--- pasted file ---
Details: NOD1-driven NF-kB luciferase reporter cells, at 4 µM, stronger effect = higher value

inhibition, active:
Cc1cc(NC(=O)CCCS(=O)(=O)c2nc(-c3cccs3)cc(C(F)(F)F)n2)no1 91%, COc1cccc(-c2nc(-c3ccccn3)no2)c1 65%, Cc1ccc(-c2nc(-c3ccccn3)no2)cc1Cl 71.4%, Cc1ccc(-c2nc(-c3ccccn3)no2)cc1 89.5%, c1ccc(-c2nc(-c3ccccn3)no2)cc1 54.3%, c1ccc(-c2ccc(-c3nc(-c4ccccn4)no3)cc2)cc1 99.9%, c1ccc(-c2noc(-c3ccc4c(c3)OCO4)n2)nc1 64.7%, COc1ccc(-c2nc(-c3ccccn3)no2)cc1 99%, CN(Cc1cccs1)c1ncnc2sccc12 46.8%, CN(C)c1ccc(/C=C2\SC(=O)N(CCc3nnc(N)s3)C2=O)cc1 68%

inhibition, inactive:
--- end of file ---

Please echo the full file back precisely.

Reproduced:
Details: NOD1-driven NF-kB luciferase reporter cells, at 4 µM, stronger effect = higher value

inhibition, active:
Cc1cc(NC(=O)CCCS(=O)(=O)c2nc(-c3cccs3)cc(C(F)(F)F)n2)no1 91%, COc1cccc(-c2nc(-c3ccccn3)no2)c1 65%, Cc1ccc(-c2nc(-c3ccccn3)no2)cc1Cl 71.4%, Cc1ccc(-c2nc(-c3ccccn3)no2)cc1 89.5%, c1ccc(-c2nc(-c3ccccn3)no2)cc1 54.3%, c1ccc(-c2ccc(-c3nc(-c4ccccn4)no3)cc2)cc1 99.9%, c1ccc(-c2noc(-c3ccc4c(c3)OCO4)n2)nc1 64.7%, COc1ccc(-c2nc(-c3ccccn3)no2)cc1 99%, CN(Cc1cccs1)c1ncnc2sccc12 46.8%, CN(C)c1ccc(/C=C2\SC(=O)N(CCc3nnc(N)s3)C2=O)cc1 68%

inhibition, inactive: